Decreasing Chance of Public Clouds

Public cloud providers are to be commended for offering value and flexibility; however, there is justifiable concern about their viability since they are still failing to make a sustainable profit. We expect to see more attention and investment in private, non-sharable cloud infrastructures, either in response to, or - fingers crossed, in advance of - negative news about one or more public cloud companies. Resellers transforming to a cloud/managed services model face the challenge of establishing customer trust, in addition to the business and technical challenges of ramping up services. (Handing your business data to a cloud provider is like dropping your toddler twins at a new preschool: fraught with emotion, self-doubt, yet tinged with hope.)

The Migration Headache

Those who are moving data to a cloud or MSP, away from a cloud, from one insolvent cloud provider to a still-solvent one, in between physical sites, from old storage to new, or even from one virtualization platform to another (such as VMware to Hyper-V) will learn the hard way: migration is painful. As these changes (and others) unfold in 2015, enterprises will find themselves with multiple petabytes that must be migrated and managed over the WAN. Unfortunately, this does not happen at the speed of business, and can cost into the hundreds of thousands depending on the capacity to be moved. The cost, complexity, and inefficiency of data migration will be prohibitive for many users, and may keep them from implementing better data protection operations unless there is relief fast.


About the Author

Gary Quinn is FalconStor's president and chief executive officer. Mr. Quinn joined FalconStor in April 2012 as vice president of sales and marketing for North America. In April 2013, he was named executive vice president and chief operating officer (COO). With more than 20 years at CA Technologies, Mr. Quinn last served as executive vice president of international sales and North American channel sales. In his executive sales role at CA, Mr. Quinn turned around a three-year decline of the company's North American channel business to an annual growth rate of 25 percent. He has more than 15 years of executive experience in the rapidly evolving field of technology, specifically within the partner community, assisting in generating revenue streams and strengthening relationships. Most recently, Mr. Quinn was the commissioner of information technology (CIO) at Suffolk County Department of Information Technology. He received a bachelor's degree in computer science from Hofstra University.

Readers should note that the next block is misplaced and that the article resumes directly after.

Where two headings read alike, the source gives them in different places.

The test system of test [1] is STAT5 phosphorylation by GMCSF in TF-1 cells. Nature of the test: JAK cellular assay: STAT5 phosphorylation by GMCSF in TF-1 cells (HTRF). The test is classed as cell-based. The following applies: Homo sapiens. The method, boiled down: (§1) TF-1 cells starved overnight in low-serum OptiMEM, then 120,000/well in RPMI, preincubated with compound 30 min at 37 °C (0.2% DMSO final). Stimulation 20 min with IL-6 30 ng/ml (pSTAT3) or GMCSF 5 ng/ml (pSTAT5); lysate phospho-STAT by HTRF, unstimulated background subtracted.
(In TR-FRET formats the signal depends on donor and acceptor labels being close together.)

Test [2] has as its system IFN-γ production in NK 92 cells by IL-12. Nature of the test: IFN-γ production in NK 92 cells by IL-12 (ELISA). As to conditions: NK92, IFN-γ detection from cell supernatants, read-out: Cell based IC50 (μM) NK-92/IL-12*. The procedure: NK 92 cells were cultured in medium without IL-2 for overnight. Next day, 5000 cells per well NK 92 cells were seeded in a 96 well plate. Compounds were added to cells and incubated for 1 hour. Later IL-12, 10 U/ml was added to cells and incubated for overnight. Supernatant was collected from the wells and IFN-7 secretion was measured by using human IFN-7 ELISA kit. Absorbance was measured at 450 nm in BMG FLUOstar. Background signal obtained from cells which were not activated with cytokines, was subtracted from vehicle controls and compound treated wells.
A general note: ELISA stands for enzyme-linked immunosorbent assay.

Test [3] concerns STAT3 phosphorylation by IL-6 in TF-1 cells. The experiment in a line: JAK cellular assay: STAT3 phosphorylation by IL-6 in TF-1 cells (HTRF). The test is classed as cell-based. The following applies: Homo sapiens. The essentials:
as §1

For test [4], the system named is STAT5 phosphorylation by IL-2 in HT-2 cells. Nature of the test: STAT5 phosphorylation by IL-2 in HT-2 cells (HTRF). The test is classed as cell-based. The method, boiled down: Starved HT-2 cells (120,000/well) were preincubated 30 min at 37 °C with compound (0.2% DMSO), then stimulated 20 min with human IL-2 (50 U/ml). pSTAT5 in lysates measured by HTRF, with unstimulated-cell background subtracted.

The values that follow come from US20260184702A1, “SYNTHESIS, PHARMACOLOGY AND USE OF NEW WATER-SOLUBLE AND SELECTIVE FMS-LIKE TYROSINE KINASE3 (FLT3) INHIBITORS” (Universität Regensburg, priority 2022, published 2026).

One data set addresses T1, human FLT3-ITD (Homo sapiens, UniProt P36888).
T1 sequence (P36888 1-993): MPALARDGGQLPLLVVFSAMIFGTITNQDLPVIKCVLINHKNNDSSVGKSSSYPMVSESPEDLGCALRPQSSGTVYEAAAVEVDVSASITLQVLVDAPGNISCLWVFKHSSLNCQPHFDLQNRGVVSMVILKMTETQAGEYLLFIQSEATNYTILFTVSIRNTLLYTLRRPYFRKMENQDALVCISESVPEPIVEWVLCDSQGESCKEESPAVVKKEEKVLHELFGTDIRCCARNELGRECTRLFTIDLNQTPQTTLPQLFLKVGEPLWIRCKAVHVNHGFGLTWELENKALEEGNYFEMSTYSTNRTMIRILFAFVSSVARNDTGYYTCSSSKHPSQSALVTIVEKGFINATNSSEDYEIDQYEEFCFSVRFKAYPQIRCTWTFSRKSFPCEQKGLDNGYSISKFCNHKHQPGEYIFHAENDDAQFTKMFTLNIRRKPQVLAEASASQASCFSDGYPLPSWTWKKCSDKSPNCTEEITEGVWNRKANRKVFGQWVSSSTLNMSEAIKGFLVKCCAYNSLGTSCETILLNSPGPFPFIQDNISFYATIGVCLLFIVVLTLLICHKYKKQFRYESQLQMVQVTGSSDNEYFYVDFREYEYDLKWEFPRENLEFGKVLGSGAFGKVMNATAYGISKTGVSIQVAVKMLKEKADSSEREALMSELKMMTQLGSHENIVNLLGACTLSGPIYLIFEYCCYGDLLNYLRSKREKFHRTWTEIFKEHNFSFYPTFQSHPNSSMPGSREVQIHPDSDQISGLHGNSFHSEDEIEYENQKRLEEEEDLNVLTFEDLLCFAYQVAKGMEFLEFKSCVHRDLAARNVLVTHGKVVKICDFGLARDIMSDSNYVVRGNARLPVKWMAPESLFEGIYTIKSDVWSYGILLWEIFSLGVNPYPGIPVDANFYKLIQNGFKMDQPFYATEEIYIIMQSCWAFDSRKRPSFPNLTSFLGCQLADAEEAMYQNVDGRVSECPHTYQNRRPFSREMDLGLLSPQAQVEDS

Published Wednesday, December 17, 2014 10:38 AM by David Marshall
@VMblog - (Author's Link) - February 10, 2015 6:57 AM

Once again, how great is it to be a part of the virtualization and cloud industries? 2014 was another banner year, and we witnessed a number of fantastic technologies take shape and skyrocket. And I, along with many industry experts and executives, media